Showing posts from January, 2013

iPad Market Share Dropping, Sales Rising

Looks like the introduction of the iPad Mini failed to stop the decline in Apple's share of the tablet market - although the iPad remains dominant in the sector for the first time its also looking like the competition has eroded customer's iPad-only mindset and as a result Android tablets have outsold Apple's.

The report from IDC puts Samsung in second place in the market, shipping a healthy 7.9 million tablets, compared to Apple's 22.9 - a similar ratio to the smartphone market around two years ago and we all know what happened there.

In terms of market share IDC rates Apple at 43.6% - the only question now is how much did constrained supply affect Apple's sales last quarter. And of those customers who couldn't get iPads how many bought something else rather than waiting?

Blackberry 10 Launched, But Will It Survive?

After what seems like an interminable delay Blackberry 10 arrived yesterday, along with new handsets and a ditching of the RIM name. General  perception from those who've had hands on time is that the OS catches up to where iOS and Android were six months ago and doesn't add anything new to the mix. That may be enough to keep current Blackberry users in the fold, but will it attract users from their iPhones and Galaxies? I suspect not.

This means real trouble for Blackberry. As the market grows its market share will shrink if it can't bring new users into the platform, if its market share shrinks then developers will be unlikely to target the platform for those big name or high demand apps that users actually want.

The same problem current affects Windows Phone, however both Microsoft and Nokia are plunging huge resources into assisting developers get new apps out. Against this the $10m that Blackberry has set aside to support developers looks very light.

With iOS and And…

FCC Outs New Apple TV

Apple's next gen Apple TV doesn't look like its far from an official announcement after it was outed by the FCC. Specs point to a slightly smaller unit with a new processor and wireless antenna.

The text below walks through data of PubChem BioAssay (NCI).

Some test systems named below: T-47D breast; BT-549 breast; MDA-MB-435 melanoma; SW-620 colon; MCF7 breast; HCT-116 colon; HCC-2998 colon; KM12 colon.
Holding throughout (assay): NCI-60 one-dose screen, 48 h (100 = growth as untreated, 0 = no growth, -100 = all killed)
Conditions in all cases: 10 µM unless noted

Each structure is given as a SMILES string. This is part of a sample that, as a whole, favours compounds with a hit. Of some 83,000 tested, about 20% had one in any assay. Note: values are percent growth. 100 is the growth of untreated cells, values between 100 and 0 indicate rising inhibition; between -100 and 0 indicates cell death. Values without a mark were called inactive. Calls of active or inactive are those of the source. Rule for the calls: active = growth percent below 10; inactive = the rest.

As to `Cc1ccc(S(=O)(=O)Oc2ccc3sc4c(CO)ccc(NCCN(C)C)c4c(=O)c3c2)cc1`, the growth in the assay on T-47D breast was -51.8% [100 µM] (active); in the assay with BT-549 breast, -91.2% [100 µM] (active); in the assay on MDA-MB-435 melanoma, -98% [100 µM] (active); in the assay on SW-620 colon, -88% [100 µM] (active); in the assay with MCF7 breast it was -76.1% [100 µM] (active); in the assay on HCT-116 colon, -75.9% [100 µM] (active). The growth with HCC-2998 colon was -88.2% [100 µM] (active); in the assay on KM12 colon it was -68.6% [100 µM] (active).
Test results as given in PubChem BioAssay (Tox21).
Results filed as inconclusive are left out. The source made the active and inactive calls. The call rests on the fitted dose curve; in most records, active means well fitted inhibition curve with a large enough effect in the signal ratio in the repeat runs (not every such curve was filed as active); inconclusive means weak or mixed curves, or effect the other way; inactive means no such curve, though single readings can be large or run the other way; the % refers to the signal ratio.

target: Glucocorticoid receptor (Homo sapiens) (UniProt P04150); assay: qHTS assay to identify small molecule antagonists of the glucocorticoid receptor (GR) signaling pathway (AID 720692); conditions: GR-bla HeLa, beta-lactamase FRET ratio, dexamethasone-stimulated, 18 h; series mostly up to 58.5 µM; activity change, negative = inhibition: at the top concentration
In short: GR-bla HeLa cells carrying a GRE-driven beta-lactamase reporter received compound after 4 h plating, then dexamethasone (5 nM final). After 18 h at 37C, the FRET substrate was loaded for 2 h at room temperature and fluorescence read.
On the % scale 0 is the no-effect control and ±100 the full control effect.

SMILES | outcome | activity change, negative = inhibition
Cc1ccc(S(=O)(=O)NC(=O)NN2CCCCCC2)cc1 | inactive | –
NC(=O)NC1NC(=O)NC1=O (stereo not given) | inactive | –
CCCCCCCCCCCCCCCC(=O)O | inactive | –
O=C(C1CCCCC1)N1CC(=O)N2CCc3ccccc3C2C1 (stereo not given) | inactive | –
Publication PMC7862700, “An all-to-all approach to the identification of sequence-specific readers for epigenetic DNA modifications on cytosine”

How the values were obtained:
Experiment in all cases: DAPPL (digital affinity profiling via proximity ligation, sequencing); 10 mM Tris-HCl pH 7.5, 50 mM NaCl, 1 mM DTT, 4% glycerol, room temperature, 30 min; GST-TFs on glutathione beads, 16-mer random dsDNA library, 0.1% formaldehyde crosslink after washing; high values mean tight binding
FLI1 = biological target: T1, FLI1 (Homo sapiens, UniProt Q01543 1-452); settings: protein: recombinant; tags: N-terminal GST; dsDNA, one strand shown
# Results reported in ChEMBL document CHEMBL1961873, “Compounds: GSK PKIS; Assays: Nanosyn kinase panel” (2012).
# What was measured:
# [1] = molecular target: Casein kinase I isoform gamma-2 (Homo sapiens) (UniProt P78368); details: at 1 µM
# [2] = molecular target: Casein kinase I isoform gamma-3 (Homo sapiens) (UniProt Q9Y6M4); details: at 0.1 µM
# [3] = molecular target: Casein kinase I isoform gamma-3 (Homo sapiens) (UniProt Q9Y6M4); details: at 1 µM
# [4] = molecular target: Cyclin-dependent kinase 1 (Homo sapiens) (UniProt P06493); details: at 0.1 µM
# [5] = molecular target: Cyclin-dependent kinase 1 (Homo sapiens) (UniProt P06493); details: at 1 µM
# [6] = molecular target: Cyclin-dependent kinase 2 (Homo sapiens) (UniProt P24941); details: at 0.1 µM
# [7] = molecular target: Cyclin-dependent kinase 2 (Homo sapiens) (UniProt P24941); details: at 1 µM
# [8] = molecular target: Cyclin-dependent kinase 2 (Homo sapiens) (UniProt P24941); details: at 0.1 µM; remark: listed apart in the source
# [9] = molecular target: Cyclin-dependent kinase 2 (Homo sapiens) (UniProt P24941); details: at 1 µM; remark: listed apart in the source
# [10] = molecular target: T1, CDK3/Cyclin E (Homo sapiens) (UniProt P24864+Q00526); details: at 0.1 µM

Interestingly, as part of yesterday's iOS 6.1 update the Apple TV gained support for Bluetooth keyboards. Useful for typing searches into the media control front end, but surely overkill for just that purpose?

Putting two and two together (and possibility reaching eight!) my feeling is that the Apple TV is about to get a but of a capability boost in its next iteration. Which is a good thing. For what is a pretty good product with huge amounts of potential to disrupt the established tech in the living room market, Apple hasn't really pushed forward with the TV. In that time Microsoft have made the Xbox a better product for things other than games and Google has launched a competitive product too. Even Sony seems to have been working on the PS3 to boost its home entertainment cr…

Amazon's Financials Compared to Apple

Here's an interesting contrast in how the stock market views company performance. Amazon's financial results for the last quarter were big on revenue - more than $21bn, up 22%, - but poor on profits, a comparitively measly $97m. The company also suggested that next quarter would probably be tighter, even warning of a potential loss for the period. Whilst sales are growing and the company is positioning it self well for the future, its not the sort of thing that would make you go gangbusters for Amazon stock. In overnight trading after the announcement Amazon jumped 11% as a result of this earnings call.
Apple's numbers were nothing short of amazing in comparison, $54bn in revenue and $13bn in profit, both record performance for the company. Apple also suggested that if it had been able to ship more kit sales could have measurably higher. Currently Apple's stock is down fropm $700 to around $450 - with some suggesting $325 as a likely resting place for the share price.

Ars Technica: How Newegg Crushed the "Shopping Cart" Patent and Saved Online Retail

Good story on how Newegg stood up for its principles, downed a patent troll that has been raking in tens of millions of dollars using invalid patents and the US's terrible handling of patent law. The result means the end for the troll, although whether companies that were stung prior to this invalidation will be able to reclaim their money remains to be seen. Amazon is out by upwards of $40m...How Newegg crushed the “shopping cart” patent and saved online retail | ArsTechnica

F1: Pay Drivers Back With A Bang

F1 has always had its share of pay drivers - those who get a seat purely because of the money they bring to a team in sponsorship. Sometimes those drivers pull off a surprise when they turn out to have some skills to back the money up - Sergio Perez and Pastor Maldonado are two recent examples.

However with the world in financial meltdown we have reached a point when an already small grid is so littered with drivers bringing a budget that we are losing talented drivers at a faster rate than at any time in history. In the last few weeks we've lost Timo Glock and Heikki Kovalainen to make room for pay drivers, whilst popular Japanese racer Kamui Kobayashi was unable to find a seat despite raising around $1m from fan donations after losing his drive at Sauber. HRT's failure further reduced the number of seats available, although the teams failure to perform probably restricted them to pay drivers only anyway.